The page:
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Hoffmann, R. A wiki for the life sciences where authorship matters. Nature Genetics (2008)

Defining the sequence specificity of the Saccharomyces cerevisiae DNA binding protein REB1p by selecting binding sites from random-sequence oligonucleotides.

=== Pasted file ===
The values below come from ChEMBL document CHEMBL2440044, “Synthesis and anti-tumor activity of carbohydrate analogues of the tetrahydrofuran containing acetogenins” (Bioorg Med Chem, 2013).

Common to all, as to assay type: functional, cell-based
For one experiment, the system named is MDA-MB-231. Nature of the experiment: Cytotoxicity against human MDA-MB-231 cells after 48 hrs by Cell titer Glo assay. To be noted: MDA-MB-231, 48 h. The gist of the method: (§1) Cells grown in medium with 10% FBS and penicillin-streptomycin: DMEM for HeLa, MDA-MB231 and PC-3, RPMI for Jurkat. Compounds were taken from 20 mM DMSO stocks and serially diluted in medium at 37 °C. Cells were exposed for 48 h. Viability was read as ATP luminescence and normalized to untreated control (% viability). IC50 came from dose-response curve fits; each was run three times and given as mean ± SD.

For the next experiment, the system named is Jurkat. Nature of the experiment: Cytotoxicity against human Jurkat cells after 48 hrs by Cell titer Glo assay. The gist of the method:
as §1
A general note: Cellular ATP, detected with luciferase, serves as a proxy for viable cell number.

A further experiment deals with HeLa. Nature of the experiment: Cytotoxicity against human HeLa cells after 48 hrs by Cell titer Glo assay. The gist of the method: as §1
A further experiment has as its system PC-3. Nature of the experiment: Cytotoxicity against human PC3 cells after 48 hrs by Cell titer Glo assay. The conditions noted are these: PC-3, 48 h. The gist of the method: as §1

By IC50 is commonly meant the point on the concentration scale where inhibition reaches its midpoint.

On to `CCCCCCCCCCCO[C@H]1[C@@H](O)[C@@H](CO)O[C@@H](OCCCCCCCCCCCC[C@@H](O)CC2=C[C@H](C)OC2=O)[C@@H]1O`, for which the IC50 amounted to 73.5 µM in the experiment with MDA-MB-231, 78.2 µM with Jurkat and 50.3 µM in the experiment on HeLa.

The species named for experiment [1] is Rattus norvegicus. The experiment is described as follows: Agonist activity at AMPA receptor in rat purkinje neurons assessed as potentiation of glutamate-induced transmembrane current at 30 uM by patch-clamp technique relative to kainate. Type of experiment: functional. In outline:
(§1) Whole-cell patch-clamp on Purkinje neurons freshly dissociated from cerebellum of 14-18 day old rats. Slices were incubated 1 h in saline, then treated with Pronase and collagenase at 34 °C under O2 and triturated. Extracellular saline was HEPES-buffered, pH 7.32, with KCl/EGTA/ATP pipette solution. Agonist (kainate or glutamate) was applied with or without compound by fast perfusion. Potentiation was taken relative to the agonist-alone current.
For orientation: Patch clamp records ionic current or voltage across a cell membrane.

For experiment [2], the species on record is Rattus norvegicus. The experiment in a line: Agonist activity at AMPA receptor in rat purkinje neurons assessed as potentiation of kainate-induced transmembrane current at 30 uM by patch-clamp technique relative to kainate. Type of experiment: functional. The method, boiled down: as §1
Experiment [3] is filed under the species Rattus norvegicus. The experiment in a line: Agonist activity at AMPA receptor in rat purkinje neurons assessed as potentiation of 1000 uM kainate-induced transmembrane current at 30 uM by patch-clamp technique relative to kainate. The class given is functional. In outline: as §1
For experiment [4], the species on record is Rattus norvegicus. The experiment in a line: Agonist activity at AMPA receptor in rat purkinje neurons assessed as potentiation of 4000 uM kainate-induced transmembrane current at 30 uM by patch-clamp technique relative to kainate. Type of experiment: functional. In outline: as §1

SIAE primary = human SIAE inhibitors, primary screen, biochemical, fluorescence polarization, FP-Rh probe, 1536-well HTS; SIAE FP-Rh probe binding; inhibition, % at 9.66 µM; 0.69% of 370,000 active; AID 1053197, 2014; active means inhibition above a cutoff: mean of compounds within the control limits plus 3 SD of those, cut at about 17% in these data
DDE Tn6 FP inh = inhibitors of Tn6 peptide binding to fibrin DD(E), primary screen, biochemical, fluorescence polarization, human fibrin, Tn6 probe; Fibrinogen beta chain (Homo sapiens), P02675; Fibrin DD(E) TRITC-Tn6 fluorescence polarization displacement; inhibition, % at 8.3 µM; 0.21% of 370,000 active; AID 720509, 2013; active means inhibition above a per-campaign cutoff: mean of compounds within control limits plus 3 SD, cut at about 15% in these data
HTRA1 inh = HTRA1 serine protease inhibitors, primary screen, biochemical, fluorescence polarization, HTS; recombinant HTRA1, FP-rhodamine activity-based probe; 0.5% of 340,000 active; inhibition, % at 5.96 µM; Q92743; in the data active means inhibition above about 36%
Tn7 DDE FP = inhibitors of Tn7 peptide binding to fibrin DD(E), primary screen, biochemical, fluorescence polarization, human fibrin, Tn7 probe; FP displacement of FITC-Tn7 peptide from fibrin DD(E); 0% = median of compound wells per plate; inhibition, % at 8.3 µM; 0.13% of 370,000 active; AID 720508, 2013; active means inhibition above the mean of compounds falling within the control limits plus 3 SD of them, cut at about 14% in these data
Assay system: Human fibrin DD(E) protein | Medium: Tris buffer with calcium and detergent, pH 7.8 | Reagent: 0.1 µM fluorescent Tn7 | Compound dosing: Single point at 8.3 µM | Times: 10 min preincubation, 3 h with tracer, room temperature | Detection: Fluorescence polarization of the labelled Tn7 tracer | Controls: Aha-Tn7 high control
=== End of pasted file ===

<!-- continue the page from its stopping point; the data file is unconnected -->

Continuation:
We have used a random selection protocol to define the consensus and range of binding sites for the Saccharomyces cerevisiae REB1 protein. Thirty-five elements were sequenced which bound specifically to a GST-REB1p fusion protein coupled to glutathione-Sepharose under conditions in which more than 99.9% of the random sequences were not retained. Twenty-two of the elements contained the core sequence CGGGTRR, with all but one of the remaining elements containing only one deviation from the core. Of the core sequence, the only residues that were absolutely conserved were the three consecutive G residues. Statistical analysis of a nucleotide-use matrix suggested that the REB1p binding site also extends into flanking sequences with the optimal sequence for REB1p binding being GNGCCGGGGTAACNC. There was a positive correlation between the ability of the sites to bind in vitro and activate transcription in vivo; however, the presence of non-conformants suggests that the binding site may contribute more to transcriptional activation than simply allowing protein binding. Interestingly, one of the REB1p binding elements had a DNAse 1 footprint appreciably longer than other elements with similar affinity. Analysis of its sequence indicated the potential for a second REB1p binding site on the opposite strand. This suggests that two closely positioned low-affinity sites can function together as a highly active site. In addition, database searches with some of the randomly defined REB1p binding sites suggest that related elements are commonly found within 'TATA-less' promoters.[1]


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